Throughout my Pokémon journey, cherished memories have been captured, from the anticipation of Pokémon: The First Movie’s poster to the exhilaration of facing the final boss in Pokémon Scarlet and Violet. This multimedia franchise, created by Game Freak, weaves a tapestry of unforgettable moments that have shaped my nearly lifelong experience. However, one haunting memory resurfaced—an infamous 1998 TV/VHS commercial for Pokémon Red and Blue. In this advertisement, a deranged bus driver mercilessly crushes Pikachu and company with a car crusher. As the memories flood back, I find myself yearning to forget this nightmarish depiction.
To be fair, the ad epitomizes the exaggerated, crude, and edgy style of ’90s video game marketing. It is a testament to the era, where over-the-top presentations were the norm. Nonetheless, revisiting the video of a bus driver callously collecting Pocket Monsters under the guise of public transit serves as a stark reminder of how Pokémon marketing has evolved since the turn of the century.
Modern Pokémon marketing often embraces the franchise’s wholesome aspects, emphasizing friendship and the joys of embarking on a collective journey. Recent live-action ads, like the original Scarlet and Violet reveal trailer, highlight the enchantment of the Pokémon world rather than solely focusing on the collecting aspect.
The iconic slogan “Gotta Catch ‘Em All” has been retired from the franchise for almost a decade now, with its last appearance tied to a now-defunct website promotion for Pokémon X and Y. The notion of tricking and capturing Pokémon is no longer a central theme in how The Pokémon Company presents the franchise. Instead, the focus seems to have shifted towards emphasizing the power of friendship. Mechanically, the concept of catching Pokémon remains the same, but the franchise’s messaging has evolved. While watching this unsettling ’90s ad, one can’t help but acknowledge the stark contrast between past and present approaches.
Nintendo seemed to have recognized the unease surrounding the original ad, as alternative versions were released online. These versions featured different takes and strategic cuts to tone down the bus driver’s menacing aura, despite maintaining his malicious intent. The revised ad showed less maniacal laughter, portrayed the bus driver as kinder towards Pikachu, and significantly reduced the graphic depiction of the bus’s destruction. Perhaps there was a conscious effort to spare young viewers from witnessing their beloved Pocket Monsters being violently squashed any further.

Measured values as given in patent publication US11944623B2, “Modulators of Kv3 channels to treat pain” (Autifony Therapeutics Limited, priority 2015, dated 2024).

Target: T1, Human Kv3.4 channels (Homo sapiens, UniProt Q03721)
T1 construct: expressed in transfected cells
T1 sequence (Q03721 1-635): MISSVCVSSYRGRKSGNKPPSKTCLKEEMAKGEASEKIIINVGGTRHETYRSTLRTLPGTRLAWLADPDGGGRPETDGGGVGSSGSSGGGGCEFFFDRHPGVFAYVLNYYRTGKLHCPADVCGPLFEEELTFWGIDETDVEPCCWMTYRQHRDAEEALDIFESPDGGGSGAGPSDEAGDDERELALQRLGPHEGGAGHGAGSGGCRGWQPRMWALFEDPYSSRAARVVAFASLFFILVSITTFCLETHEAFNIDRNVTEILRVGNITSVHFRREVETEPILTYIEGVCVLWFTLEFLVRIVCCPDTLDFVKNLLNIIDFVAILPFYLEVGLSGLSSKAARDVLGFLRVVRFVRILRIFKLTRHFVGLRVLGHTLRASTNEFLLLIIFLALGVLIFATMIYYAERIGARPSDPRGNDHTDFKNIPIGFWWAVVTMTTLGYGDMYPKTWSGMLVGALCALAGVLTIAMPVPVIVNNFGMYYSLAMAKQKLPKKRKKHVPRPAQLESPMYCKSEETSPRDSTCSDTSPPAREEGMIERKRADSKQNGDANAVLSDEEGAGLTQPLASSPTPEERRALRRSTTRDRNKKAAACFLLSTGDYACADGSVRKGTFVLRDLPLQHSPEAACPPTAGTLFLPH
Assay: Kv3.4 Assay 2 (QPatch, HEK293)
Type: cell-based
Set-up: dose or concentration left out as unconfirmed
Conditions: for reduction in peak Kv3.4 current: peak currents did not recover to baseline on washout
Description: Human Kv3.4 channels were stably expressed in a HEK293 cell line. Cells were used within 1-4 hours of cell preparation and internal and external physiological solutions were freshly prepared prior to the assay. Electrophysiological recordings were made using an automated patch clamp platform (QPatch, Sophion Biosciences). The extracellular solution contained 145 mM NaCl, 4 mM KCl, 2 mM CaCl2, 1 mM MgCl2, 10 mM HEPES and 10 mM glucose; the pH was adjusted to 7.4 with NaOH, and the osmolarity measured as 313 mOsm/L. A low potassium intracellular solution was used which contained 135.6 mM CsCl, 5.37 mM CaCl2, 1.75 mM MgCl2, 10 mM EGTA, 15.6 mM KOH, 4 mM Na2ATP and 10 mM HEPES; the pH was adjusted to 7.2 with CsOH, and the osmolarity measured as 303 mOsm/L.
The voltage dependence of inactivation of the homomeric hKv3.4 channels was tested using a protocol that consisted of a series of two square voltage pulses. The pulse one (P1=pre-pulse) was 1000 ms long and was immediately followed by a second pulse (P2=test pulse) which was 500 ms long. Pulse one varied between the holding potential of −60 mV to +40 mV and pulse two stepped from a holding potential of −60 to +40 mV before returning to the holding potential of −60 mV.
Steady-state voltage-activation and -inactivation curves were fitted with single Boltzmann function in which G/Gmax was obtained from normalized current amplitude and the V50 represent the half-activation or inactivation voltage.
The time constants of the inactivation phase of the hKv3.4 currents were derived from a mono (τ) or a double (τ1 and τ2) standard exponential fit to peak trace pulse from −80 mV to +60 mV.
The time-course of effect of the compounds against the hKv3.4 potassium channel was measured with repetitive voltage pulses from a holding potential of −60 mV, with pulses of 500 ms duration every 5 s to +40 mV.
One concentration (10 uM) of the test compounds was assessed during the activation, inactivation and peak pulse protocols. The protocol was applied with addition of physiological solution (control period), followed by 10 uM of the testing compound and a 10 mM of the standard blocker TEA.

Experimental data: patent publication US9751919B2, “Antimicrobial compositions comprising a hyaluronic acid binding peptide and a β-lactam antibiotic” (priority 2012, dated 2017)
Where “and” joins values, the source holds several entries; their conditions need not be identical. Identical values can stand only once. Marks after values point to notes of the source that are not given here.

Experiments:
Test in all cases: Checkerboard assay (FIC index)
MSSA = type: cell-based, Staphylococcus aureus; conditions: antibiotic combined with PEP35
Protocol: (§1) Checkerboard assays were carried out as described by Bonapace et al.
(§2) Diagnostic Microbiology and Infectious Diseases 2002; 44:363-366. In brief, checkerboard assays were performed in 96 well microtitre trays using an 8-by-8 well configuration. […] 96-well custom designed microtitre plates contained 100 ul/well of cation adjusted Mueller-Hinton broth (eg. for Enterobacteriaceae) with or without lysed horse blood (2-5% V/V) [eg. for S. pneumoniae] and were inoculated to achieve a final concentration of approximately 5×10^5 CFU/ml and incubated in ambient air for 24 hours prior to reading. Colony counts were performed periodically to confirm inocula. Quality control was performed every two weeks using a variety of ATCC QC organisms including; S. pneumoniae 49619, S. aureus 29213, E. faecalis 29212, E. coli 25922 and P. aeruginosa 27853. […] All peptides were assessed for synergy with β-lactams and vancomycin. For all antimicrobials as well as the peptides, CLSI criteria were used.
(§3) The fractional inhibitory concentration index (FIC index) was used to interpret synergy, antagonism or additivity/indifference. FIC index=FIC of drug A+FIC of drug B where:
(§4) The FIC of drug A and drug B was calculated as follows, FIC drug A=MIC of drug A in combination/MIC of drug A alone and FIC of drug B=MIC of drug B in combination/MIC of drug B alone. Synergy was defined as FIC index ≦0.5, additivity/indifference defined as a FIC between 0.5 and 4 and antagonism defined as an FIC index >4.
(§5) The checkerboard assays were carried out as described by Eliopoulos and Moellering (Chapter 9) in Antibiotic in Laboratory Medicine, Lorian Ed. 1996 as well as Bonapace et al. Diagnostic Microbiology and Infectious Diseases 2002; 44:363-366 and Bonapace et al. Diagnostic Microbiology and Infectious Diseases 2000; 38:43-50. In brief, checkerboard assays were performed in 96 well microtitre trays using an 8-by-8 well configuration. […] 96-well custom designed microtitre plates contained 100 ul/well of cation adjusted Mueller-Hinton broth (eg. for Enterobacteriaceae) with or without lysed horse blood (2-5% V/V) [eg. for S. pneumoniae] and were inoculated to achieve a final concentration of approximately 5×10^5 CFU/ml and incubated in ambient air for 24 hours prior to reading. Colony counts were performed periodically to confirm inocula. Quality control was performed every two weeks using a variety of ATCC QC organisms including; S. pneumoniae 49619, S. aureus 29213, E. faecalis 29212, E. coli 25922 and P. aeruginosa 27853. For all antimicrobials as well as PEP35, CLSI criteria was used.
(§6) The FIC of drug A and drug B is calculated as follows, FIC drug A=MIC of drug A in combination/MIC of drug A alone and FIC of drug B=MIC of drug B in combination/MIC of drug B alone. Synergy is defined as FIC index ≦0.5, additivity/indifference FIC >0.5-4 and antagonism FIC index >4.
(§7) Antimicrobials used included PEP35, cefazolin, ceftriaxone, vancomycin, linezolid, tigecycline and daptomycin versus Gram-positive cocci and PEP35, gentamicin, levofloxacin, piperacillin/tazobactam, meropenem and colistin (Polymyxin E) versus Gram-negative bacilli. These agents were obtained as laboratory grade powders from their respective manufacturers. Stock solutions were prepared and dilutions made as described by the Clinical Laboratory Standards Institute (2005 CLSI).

Nevertheless, the commercial’s core message remains intact. As the hydraulic press opens, all that remains is a Game Boy with Pikachu and friends desperately struggling to escape through the screen. The Pokémon’s evident fear and vulnerability are disconcerting. I, too, share their apprehension as this unconventional method of capturing Pokémon does not align with the Pokémon League-approved practices. Mr. Bus Driver, please adhere to the conventional approach of battling and weakening Pokémon until they are too frail to resist capture. Imprisoning them in Pokéballs is a universally accepted norm.
The bus ad feels like a fever dream from an era when companies were less concerned about preserving the pristine image of their billion-dollar properties. Today, the Pokémon franchise exhibits a more consistent tone across its games, anime, and advertisements. However, glimpses of the raw and gritty ’90s Pokémon era occasionally resurface, such as the dark and occasionally crude undertones of the Detective Pikachu movie or the grandiose world-building in recent games like Legends: Arceus and Scarlet and Violet. Despite this, The Pokémon Company strives to maintain a public-facing image that is friendly, light, and wholesome. The more I reflect on it, the more the bus ad encapsulates a moment when branding was not yet hermetically sealed,